When Cate's childhood friend joins the student body, he adds new elements to the game (and plot twists).  And, of course, attempted murder changes the stakes of what is supposed to be a fun distraction for the members of the Assassins' Guild.


A good, clean, fun young adult book read.  Not life changing or perfectly executed, but I would definitely recommend this book.​

The Young Elites   4/10

by Marie Lu (Young Adult Fantasy)

​I loved Marie Lu's Legend series, so I was excited to read her Young Elites trilogy.  I don't know if that contributed to my disappointment, but I had a difficult time getting through these books.  The story begins with Adelina, a teenage girl who only finds her superhuman powers when she is threatened with death.  The story follows her journey from a damaged, helpless girl to a powerful, magical leader - typical fairytale formula, but I didn't find myself rooting for her success.  Adelina is an unlikeable protagonist.  She is paranoid and off-balance (due to the voices/shadows only she can hear/see), but it causes her to betray her friends, push away people who care about her and kill her enemies as well as her allies.  At the very end, she redeems herself, but it was a struggle for me to get that far.

I would skip this series.  With so many YA fantasy series, I wouldn't spend my time reading this one.

Crooked Kingdom (Six of Crows) 9/10

by Leigh Bardugo (Young Adult Fantasy)

This is Leverage, or The Sting with a cast of streetwise teenagers as the masterminds.  The book is fast-paced and exciting, with twist after brilliant twist! I love the characters!  Each one has his/her own set of problems to overcome, but each also has individual strengths necessary to the crew.  I love these books so much that I re-read Six of Crows to remind me of the characters and plot, and jumped right into Crooked Kingdom.  I couldn't put either book down!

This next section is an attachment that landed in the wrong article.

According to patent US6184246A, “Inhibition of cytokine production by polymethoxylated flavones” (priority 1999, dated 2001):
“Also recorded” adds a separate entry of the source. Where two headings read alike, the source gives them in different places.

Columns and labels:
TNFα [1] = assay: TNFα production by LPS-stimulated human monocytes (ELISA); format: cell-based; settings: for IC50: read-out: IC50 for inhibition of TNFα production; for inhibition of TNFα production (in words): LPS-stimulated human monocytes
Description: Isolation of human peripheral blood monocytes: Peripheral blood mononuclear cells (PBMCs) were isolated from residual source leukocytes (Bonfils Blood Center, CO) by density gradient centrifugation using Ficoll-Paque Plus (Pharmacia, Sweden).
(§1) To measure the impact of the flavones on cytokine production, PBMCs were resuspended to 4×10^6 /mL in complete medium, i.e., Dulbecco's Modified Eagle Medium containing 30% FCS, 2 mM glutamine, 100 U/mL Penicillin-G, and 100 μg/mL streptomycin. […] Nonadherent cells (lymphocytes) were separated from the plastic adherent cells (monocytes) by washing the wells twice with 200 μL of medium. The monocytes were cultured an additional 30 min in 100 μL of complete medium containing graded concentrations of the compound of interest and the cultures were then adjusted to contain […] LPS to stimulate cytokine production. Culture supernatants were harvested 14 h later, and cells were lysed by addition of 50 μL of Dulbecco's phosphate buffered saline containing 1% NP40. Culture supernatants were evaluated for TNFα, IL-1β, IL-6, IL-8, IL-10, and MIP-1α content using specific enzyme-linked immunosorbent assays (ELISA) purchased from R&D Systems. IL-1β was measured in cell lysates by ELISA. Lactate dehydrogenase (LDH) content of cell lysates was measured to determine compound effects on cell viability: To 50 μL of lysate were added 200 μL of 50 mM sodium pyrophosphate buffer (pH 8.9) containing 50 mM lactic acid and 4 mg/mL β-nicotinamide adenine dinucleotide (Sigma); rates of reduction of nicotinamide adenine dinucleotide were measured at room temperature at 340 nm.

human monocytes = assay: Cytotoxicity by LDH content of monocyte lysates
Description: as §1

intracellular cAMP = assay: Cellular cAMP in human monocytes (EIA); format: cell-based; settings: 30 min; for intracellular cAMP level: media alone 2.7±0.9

My only complaints, besides not having another book in the series, are (SPOILER ALERT) the death of one of the main characters (I hate that), the use of f**k once in each book and the amount of descriptive violence, which makes this more of a PG-13 book rather than PG (which I would have loved it to be so my youngest daughter could read it - she'll have to wait a few years!).

Leigh Bardugo is a spectacular storyteller.  I didn't want this book to end!  

Looking For Alaska  4/10

by John Green (Young Adult Fiction)


Boarding school novels always seem to be depressing.  In this one, Miles Halter decides to attend Culver Creek Prep School "to seek a Great Perhaps" (dying words of a poet).  So, as a junior, he starts on a boarding school adventure.  All the elements of a "coming-of-age" story are present - conflict, trial, heartache, loss of innocence, and even a wise mentor - but the formula doesn't equal a satisfying story for me.  This adventure consists of a lot of smoking and drinking and not much else. I didn't develop any deep feelings for characters, I didn't cry or even feel like crying during any of the heartache, and I didn't find the leap into adulthood to be very rewarding.  My advice is to skip this book and pick another John Green novel.

bottom of page